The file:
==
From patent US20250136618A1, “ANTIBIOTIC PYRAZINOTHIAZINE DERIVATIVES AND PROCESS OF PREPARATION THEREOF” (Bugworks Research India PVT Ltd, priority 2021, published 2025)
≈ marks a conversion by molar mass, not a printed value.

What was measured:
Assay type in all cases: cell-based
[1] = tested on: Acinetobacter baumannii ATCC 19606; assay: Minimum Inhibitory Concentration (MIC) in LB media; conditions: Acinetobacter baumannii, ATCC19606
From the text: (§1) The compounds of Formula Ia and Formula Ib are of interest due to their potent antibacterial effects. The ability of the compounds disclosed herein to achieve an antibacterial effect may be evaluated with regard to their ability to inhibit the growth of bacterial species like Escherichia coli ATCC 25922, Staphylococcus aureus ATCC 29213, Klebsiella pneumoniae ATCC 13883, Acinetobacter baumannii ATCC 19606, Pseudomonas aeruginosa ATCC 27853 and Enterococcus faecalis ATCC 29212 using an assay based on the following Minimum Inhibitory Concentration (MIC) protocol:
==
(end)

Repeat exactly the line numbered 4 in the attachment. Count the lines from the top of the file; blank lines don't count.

Assay type in all cases: cell-based